Archives April 2021

Use your Capital One Venture miles to stay at these 10 stunning Airbnb homes – The Points Guy

Use your Capital One Venture miles to stay at these 10 stunning Airbnb homes

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Joint Credit Cards: 6 Perks and Pitfalls

The information provided on this website does not, and is not intended to, act as legal, financial or credit advice. See Lexington Law’s editorial disclosure for more information.

“For richer and for poorer”—it’s the vow millions of couples across the nation make every year. Every day, partners navigate money issues, from saving and budgeting to managing debt. Joint credit cards offer a great opportunity for couples to build credit and manage their finances together, but they require substantial teamwork and communication.

To better understand how couples navigate their financial journeys together, Lexington Law ran multiple surveys over the past two years. Below are some key takeaways to help you better understand joint credit health:

  • Approximately 30 percent of couples talk about finances on a daily basis. (source)
  • One in five couples fight at least half of the time they talk about money. (source)
  • Half of Americans share debts with their partner. (source)
Half of Americans share debt with their partner.

Couples who make consistent, respectful communication a habit may have no problem with joint credit cards, and they may take full advantage of their benefits. However, credit health is something to take very seriously, and joint credit cards also have the potential to cause problems if not managed properly. Here, we will discuss the benefits, dangers and alternatives to joint credit—and provide actionable tips for success.

Two Ways to Share a Credit Card

If you’re recently married, you may wonder how it affects your credit score—and what the best way to share credit accounts is. First, it is important to understand that you are only directly responsible for your spouse’s credit if you apply for joint lines of credit—like a mortgage, another loan or a joint credit card. 

Contrary to popular belief, being an authorized user is not the same thing as having a joint credit card. Here, we will detail the differences. 

Authorized User

Adding an authorized user means that your partner will be able to make purchases with your credit card, and the positive payment history will appear on their credit report. It can be a fairly safe way to boost their credit by allowing them to benefit from your positive credit history.

Be careful when adding anyone as an authorized user on your card. No matter how much they use the card, you will ultimately be the one legally responsible for paying the balance—not them. If you are considering adding your partner, have an open and honest discussion about your credit limit and how much you’re comfortable with them charging each month.

Joint Credit Card

With a joint credit card, both people apply for the account together. Both credit reports will be considered during the application process, and this will result in a hard inquiry for you both. Unlike being an authorized user, both people are equally responsible for making payments—and the consequences of success or failure will affect both credit scores.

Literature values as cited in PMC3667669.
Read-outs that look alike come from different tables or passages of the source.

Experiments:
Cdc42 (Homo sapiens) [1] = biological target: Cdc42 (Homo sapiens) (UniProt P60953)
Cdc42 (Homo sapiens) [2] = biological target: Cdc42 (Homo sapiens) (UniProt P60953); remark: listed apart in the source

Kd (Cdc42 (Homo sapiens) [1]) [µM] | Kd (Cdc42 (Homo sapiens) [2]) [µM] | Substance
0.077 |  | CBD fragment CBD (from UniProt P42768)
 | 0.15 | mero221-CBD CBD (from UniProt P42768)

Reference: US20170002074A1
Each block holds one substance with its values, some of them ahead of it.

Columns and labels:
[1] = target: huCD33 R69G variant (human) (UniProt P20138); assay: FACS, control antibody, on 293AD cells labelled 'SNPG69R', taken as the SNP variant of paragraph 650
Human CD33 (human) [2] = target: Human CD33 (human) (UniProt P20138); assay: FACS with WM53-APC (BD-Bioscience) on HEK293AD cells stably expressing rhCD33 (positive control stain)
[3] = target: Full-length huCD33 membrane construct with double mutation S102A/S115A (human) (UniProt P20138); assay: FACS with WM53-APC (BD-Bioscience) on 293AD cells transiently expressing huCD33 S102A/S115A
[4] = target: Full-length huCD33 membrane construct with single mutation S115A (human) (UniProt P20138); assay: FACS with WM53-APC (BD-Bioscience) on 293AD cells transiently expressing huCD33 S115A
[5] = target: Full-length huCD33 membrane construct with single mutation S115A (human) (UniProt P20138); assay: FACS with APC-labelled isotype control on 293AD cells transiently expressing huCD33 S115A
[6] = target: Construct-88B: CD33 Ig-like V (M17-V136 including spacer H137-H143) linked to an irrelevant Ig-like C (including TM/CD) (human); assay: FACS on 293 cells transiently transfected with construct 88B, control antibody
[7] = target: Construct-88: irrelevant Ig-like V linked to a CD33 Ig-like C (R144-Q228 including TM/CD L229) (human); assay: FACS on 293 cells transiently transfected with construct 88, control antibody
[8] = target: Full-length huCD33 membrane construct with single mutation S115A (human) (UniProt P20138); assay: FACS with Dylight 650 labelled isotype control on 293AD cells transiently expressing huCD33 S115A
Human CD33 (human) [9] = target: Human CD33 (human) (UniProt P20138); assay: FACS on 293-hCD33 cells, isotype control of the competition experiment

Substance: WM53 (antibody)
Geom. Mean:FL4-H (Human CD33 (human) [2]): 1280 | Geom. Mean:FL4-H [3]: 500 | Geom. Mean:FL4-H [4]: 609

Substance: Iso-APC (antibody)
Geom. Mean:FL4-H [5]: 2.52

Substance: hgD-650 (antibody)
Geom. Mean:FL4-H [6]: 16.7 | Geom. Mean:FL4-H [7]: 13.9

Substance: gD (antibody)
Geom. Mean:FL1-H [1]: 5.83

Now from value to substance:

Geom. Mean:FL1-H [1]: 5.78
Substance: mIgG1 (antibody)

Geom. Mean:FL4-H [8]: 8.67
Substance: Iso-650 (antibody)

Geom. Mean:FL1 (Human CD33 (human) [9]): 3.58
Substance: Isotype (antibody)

Potential Perks of Joint Credit Cards

Just like regular credit cards, joint credit cards can offer some wonderful benefits if properly managed. However, there can also be some serious consequences of miscommunication and lack of responsibility that can harm both cardholders. Before applying, make sure you’re aware of all the perks and pitfalls.

Streamline Your Finances

When it comes to budgeting, joint accounts—both checking and credit—help simplify your finances. That’s because both people’s transactions are now under one account instead of separate ones. A joint account can help you both get a view of your financial health as a couple and manage your money as a team.

Potential pitfall: If either person abuses their card privileges, they may add stress and even resentment to the relationship. Additionally, if a couple needs to separate or divorce, dealing with joint credit cards can be complicated. 

Tip: Maintain open and honest communication about card use, especially large purchases. This will help you stay on track with your budget and financial goals as a couple.

Pool Your Rewards

A joint credit card gives you the ability to amplify your cash back rewards by pooling them in the same account, rather than scattering them among multiple credit cards. Additionally, since the account is being used by two people, the card may see higher use than a singularly owned one, which will rack up the rewards faster.

Potential pitfall: Options for joint credit cards are very limited, so it may be tricky to find a rewards program that fits your lifestyle and needs.

Tip: Thoroughly research the annual fees, incentives and cash back percentages before applying for a joint credit card. We detail the three most common options in a later section of this article.

Improve Your Score

Joint credit cards have the potential to boost both of your credit scores, as long as you make on-time payments each month. Additionally, if one person does not have good enough credit to apply for a card on their own, they can leverage the other person’s better credit to score a joint credit card with better interest rates and terms.